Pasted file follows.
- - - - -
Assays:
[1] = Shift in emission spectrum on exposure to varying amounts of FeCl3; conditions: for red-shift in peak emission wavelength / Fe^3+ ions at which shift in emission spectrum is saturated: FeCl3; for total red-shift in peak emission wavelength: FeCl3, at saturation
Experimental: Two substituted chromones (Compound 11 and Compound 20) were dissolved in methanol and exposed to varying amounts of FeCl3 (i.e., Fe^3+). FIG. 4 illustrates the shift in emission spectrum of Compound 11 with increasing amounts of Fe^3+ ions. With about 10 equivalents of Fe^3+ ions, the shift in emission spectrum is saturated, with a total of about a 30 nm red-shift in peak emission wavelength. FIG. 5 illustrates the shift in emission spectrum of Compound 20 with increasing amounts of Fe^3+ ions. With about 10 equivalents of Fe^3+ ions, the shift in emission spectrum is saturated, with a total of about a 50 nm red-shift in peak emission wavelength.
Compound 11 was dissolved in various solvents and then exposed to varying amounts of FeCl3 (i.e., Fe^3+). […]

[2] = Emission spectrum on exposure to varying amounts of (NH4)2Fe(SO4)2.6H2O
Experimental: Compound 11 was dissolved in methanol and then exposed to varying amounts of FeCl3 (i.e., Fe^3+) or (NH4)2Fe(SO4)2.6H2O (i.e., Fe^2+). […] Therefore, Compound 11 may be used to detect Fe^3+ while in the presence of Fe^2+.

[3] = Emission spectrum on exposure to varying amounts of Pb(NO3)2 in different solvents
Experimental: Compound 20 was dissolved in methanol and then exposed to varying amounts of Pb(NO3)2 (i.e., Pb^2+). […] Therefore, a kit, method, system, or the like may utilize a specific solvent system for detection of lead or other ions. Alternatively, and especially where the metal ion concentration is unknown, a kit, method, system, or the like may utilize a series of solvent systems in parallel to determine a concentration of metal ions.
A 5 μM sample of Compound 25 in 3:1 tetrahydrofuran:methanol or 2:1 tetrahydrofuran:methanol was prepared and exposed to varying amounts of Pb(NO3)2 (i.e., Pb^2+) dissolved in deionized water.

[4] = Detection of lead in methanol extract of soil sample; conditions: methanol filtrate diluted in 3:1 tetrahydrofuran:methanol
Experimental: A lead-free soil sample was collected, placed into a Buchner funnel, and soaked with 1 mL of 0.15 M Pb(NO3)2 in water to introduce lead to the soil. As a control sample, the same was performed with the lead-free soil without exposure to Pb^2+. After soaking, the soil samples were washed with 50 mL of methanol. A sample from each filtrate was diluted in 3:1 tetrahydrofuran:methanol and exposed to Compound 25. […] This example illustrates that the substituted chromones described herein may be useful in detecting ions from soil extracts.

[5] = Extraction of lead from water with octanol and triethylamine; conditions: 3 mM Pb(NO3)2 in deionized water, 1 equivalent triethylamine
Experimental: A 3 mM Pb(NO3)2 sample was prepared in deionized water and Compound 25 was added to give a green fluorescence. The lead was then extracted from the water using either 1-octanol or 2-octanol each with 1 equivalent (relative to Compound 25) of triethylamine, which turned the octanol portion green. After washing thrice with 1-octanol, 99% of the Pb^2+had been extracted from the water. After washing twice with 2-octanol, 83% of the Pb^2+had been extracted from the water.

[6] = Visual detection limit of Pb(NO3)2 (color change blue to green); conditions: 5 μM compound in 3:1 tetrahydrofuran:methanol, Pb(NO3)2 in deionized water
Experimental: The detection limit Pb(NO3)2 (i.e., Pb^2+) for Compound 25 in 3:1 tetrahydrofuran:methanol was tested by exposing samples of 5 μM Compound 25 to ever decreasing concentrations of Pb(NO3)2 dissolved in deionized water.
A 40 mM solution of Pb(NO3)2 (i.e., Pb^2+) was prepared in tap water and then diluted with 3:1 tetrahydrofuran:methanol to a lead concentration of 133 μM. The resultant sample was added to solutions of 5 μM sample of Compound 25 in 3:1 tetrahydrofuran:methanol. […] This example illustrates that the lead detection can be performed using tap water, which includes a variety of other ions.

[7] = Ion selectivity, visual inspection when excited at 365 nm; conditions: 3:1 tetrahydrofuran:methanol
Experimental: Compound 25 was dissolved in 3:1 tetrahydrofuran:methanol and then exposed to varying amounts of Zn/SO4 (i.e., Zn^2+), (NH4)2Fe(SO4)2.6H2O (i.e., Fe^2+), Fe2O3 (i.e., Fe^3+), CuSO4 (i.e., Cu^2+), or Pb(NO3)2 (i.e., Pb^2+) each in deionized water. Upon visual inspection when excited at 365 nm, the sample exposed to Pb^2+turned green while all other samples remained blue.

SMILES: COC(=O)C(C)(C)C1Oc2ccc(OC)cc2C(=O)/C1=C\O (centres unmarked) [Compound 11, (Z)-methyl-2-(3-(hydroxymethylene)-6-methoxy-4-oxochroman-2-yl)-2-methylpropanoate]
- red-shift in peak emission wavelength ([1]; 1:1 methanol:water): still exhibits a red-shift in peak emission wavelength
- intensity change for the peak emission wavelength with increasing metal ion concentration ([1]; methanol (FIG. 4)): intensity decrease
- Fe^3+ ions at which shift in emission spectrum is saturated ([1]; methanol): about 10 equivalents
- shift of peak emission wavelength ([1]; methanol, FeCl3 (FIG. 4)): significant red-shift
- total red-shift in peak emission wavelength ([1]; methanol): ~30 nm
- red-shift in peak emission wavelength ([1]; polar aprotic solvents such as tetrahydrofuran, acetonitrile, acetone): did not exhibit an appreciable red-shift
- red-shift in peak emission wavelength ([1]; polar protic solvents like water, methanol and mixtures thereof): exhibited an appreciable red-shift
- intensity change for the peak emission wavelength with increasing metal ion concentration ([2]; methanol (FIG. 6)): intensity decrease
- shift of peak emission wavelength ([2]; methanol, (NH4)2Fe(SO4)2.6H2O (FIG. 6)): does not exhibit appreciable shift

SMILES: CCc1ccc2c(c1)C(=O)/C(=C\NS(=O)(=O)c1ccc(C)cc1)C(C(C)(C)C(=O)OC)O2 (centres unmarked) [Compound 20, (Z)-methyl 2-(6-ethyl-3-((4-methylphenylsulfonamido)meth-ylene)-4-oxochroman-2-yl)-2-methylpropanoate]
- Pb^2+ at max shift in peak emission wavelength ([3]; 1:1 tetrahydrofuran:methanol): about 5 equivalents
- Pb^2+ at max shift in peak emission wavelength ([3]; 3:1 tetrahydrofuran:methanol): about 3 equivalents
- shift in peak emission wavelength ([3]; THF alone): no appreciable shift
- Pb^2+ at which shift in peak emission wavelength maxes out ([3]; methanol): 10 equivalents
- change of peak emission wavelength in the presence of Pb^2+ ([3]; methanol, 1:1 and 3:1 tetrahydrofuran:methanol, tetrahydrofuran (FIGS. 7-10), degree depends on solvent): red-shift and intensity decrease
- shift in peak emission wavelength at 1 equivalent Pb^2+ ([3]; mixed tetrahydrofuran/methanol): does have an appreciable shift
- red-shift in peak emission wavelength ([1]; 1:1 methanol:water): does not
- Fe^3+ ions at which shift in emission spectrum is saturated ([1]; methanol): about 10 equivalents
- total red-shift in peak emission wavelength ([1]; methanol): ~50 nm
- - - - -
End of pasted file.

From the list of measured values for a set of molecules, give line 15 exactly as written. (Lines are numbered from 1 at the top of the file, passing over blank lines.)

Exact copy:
Experimental: The detection limit Pb(NO3)2 (i.e., Pb^2+) for Compound 25 in 3:1 tetrahydrofuran:methanol was tested by exposing samples of 5 μM Compound 25 to ever decreasing concentrations of Pb(NO3)2 dissolved in deionized water.